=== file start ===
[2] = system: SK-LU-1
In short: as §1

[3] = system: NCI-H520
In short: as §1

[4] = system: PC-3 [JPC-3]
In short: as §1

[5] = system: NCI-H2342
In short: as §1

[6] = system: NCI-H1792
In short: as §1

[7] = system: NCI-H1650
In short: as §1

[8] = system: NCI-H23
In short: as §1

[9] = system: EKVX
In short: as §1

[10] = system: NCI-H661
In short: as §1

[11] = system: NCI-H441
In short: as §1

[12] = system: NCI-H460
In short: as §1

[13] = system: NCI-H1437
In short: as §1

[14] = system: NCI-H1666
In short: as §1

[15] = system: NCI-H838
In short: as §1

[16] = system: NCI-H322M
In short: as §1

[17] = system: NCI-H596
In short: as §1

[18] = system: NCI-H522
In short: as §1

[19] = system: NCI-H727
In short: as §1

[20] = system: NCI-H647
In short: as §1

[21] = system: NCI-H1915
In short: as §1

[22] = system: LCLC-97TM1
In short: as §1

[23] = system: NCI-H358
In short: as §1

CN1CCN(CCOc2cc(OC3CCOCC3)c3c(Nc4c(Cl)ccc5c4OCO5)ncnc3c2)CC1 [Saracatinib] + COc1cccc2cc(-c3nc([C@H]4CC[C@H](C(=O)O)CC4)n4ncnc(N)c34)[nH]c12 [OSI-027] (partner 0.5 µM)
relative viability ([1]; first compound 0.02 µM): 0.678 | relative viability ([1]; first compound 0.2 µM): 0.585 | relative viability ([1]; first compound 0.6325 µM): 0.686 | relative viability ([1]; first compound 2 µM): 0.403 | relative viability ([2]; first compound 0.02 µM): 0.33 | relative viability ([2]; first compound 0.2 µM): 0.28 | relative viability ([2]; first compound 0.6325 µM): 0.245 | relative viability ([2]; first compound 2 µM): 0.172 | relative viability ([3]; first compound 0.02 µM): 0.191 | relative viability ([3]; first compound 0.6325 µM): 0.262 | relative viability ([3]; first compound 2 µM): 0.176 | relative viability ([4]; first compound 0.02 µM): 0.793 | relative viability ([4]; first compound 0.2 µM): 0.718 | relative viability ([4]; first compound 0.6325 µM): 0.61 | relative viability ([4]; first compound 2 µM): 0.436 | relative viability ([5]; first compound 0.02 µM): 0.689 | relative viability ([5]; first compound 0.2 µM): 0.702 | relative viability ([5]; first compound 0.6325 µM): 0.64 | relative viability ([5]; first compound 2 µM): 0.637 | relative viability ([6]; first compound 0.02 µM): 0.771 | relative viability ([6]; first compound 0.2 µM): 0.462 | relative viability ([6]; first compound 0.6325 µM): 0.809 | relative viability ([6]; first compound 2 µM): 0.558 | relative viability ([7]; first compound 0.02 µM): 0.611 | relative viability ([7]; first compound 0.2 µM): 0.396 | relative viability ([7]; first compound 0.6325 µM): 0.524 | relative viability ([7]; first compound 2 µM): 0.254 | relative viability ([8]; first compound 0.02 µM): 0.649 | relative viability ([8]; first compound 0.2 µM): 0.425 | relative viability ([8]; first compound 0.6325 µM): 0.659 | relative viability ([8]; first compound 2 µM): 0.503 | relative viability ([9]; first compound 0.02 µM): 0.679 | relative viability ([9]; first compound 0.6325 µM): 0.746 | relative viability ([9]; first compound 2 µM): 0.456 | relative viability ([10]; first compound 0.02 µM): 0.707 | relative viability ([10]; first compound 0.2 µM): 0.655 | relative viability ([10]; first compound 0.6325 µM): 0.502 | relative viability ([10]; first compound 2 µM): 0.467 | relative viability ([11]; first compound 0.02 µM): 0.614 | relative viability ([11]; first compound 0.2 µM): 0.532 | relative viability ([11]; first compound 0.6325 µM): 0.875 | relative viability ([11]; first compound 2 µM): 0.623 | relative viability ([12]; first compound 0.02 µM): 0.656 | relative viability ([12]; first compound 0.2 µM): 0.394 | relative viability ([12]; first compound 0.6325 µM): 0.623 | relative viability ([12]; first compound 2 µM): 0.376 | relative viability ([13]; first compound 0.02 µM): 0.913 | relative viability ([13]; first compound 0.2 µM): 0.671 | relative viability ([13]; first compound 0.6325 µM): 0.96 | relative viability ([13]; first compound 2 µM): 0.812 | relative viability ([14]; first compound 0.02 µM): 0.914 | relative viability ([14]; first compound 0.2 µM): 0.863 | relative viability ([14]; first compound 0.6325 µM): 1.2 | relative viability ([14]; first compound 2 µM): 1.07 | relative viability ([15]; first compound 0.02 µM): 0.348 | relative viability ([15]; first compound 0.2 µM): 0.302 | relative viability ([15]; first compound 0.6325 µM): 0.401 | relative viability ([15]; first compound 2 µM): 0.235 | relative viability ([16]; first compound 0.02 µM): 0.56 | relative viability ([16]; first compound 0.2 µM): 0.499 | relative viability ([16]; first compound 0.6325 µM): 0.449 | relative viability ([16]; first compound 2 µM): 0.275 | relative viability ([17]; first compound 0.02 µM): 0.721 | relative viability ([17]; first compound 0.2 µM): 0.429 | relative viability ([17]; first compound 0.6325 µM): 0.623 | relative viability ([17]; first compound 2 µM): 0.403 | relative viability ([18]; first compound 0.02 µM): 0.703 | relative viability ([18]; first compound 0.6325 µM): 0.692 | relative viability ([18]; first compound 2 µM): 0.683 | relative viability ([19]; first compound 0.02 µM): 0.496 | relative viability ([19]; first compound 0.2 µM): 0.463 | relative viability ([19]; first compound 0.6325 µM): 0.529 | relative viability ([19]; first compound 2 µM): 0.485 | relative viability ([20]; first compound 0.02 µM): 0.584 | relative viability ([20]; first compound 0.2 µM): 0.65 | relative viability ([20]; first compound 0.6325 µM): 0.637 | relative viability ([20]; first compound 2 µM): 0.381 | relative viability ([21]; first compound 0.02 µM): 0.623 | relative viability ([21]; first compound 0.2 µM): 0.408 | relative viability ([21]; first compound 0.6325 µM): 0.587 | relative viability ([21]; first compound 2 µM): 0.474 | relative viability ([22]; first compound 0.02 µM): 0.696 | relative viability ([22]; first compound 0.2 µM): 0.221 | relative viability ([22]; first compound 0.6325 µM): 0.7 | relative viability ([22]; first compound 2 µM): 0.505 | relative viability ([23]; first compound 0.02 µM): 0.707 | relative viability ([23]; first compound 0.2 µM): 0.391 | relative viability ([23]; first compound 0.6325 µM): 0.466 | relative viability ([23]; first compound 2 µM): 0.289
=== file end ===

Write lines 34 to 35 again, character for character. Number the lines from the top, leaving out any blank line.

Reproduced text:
In short: as §1

[19] = system: NCI-H727